General Chao, serving up XO-llent Cantonese fare.
XO sauce is the epitome of Chinese opulence. The labour intensive condiment is made from chillies, garlic, onion, dried shrimp, dried scallops (conpoy) and Jinhua ham (think prosciutto). The scallops and ham, while costly, create an intense and complex flavour. At General Chao, XO sauce is not just a side but the main attraction. Their house-made XO sauces feature abalone, truffle and gold leaf, making it one of the most decadent ranges in Australia.
Mirroring these luxurious flavours is the physical space of the restaurant. Perched on top of Chatswood’s District Dining, the 187-seat restaurant is fitted with an open kitchen, large painted murals, neon signs and two private dining rooms for an exclusive VIP experience. Behind the bar, mixologist Michael Chiem (PS40) handcrafts intricate cocktails such as their Bloody Navy ($20). This cocktail has a subtle nutty flavour that comes from combining trail mix orgeat with Four Pillars Bloody Shiraz Gin, lemon and bitters.
Beer and wine drinkers are in luck as General Chao offers a diverse selection of Australian and European beverages. The 2016 Georges Duboeuf Beaujolais Villages, Gamay ($13) from Burgundy France pairs well with the bold spices that are peppered throughout the menu.
In the kitchen, Head Chef and General Manager Son Sewoo (The Sovereign Room) creates a diverse contemporary menu that blends Australian-Asian cuisine. To begin your meal, consider snacking on Spiced Sichuan Nuts ($7.5) and Chao’s Jerky ($7). The smoky peanuts are coated in five spice, Sichuan pepper and chilli. The wagyu beef jerky comes marinated in smoked soy and sticky black vinegar. Another great bar snack is their House Pickles and Ferments ($8). The pickles include an array of salted cucumber, beetroot kimchi, apple kimchi, pickled carrot with cardamom and pickled radish with anise. Your senses will thank you for the colourful plates, flavours and aroma of spices that permeate as these dishes arrive to the table.
A standout on their menu is the Prawn Toast ($14.5), which is seasoned with ginger, sesame and white pepper, served with spicy XO mayonnaise. The sound of the crisp crunch as you bite into the golden toast is extremely satisfying. Combine this with the flavour of sweet prawn toast slathered in spicy XO mayonnaise and your mouth will be in bliss.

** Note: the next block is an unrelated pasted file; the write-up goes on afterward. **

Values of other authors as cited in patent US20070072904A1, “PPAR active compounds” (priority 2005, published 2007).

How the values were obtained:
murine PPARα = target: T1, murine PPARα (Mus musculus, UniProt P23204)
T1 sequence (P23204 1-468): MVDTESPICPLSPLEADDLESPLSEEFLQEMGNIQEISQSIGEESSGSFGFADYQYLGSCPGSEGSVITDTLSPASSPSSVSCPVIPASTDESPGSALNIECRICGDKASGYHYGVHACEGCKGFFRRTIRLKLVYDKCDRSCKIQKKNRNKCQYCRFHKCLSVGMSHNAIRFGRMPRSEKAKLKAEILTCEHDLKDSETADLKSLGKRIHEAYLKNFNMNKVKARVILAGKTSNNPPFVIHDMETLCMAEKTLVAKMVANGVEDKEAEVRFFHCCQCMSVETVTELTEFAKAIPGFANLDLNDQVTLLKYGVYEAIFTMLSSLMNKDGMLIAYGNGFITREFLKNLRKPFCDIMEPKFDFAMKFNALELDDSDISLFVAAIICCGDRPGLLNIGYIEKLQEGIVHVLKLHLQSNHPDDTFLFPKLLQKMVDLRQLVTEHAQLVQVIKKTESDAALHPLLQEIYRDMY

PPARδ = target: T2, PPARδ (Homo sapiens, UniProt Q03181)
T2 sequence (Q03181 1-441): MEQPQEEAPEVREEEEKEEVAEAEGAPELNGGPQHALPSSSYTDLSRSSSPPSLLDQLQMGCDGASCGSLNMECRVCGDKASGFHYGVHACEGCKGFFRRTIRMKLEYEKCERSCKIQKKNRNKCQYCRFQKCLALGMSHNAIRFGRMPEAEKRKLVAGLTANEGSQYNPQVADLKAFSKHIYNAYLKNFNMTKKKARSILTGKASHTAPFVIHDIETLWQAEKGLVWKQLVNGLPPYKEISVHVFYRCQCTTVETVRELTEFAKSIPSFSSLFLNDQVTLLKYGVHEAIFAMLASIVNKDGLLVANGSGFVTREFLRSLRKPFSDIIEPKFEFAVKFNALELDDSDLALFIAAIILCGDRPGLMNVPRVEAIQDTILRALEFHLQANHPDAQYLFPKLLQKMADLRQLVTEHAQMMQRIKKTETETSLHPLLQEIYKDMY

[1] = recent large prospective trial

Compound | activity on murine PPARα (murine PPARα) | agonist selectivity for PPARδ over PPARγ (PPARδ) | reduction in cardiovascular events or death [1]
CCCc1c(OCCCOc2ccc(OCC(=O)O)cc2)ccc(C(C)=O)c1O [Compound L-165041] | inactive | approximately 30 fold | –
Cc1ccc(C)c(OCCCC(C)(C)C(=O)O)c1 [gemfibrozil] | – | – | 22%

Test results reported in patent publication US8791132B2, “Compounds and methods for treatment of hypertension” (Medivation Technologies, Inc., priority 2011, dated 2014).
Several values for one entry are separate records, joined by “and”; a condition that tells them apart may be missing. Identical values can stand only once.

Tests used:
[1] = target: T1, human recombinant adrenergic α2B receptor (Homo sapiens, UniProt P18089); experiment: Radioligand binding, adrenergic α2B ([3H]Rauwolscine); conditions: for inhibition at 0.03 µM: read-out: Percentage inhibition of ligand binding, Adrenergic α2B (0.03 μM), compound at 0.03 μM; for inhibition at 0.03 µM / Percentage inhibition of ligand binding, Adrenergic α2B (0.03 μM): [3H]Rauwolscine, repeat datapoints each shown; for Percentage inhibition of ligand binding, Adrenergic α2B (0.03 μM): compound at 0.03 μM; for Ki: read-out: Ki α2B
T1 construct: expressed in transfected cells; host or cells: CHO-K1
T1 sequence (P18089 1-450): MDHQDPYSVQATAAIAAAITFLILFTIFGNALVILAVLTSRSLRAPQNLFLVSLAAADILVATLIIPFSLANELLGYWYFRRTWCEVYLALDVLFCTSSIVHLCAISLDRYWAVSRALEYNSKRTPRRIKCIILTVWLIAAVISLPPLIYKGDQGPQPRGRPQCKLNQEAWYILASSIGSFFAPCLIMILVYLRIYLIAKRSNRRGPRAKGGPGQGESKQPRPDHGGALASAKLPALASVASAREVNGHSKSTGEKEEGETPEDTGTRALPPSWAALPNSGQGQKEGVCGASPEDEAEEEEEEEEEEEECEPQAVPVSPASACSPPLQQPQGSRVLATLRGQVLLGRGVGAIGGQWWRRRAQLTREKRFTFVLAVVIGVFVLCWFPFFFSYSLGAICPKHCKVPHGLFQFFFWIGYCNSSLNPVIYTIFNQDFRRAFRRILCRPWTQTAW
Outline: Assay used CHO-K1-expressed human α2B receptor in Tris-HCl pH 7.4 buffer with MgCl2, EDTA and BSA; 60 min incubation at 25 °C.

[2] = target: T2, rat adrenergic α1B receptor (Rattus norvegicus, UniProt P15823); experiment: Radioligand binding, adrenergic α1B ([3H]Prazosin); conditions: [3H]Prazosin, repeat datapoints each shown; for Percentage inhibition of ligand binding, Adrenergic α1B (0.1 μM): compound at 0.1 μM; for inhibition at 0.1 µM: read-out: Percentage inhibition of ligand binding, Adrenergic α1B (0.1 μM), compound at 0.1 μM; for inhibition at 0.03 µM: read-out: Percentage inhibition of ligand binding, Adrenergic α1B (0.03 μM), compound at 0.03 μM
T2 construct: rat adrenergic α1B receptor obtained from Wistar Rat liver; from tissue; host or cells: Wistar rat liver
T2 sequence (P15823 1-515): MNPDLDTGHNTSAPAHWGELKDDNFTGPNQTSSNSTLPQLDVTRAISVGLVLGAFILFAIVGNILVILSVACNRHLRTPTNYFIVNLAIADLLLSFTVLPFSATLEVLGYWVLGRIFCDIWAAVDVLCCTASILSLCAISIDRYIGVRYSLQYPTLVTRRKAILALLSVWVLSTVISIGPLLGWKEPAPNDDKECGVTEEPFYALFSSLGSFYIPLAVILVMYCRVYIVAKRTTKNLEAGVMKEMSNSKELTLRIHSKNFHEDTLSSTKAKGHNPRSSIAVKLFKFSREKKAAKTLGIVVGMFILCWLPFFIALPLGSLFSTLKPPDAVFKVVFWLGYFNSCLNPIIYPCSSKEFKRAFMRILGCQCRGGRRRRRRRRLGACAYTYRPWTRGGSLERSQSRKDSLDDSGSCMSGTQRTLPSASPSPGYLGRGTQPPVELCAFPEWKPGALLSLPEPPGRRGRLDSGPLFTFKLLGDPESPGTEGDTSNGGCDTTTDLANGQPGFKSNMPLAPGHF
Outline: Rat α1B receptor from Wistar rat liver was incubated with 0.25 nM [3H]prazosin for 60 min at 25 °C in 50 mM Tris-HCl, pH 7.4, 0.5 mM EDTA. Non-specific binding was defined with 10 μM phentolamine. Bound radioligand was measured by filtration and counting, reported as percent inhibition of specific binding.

Another stand out dish is Laksa” XL Prawn ($8), which is scented with curry leaf oil, toasted coconut and kaffir lime. This fragrant dish has a thick creamy laksa sauce that you should greedily slurp with a spoon.
For delicious dumplings, try their Jasmine Tea Smoked Duck Dumplings ($10.5). These little parcels are filled with an oozing warm duck broth and topped with a generous dollop of Illawarra plum sauce. If you close your eyes, it will taste like you’re eating a peking duck pancake.
As a main, try Chao’s Special Fried Rice ($30), with smoky bacon, sausage, shrimp, corn, shallots, egg and XO sauce. Each element of the fried rice is perfectly cooked and coated in their salty-sweet classic XO sauce.
The fried rice can also double as a sponge to soak up black garlic butter juices from their Stir-fried Wagyu Beef ($37). While the wagyu beef is enjoyable, the star of this dish is mushrooms. The dish is a texture surprise ranging from crunchy deep-fried Enoki, soft shiitake, slippery oyster mushrooms and chewy snow fungus. The mouth feel is unique with each bite and truly celebrates the humble mushroom.
Other dishes to try include Cured and Smoked Kingfish ($21), with black sesame, yuzu mayonnaise, fragrant herb salad and pickled radish, as well as the Charred Corn ($7), with Seaweed butter, sesame and Parmigiano‑Reggiano.
By the end of the meal, you’ll probably have ordered twice what you had anticipated and the table will be buried by bamboo steamers and smoky bowls of spicy, salty and sweet dishes. Somehow you won’t be upset by this, as the leftovers provide only fond memories of a night well spent.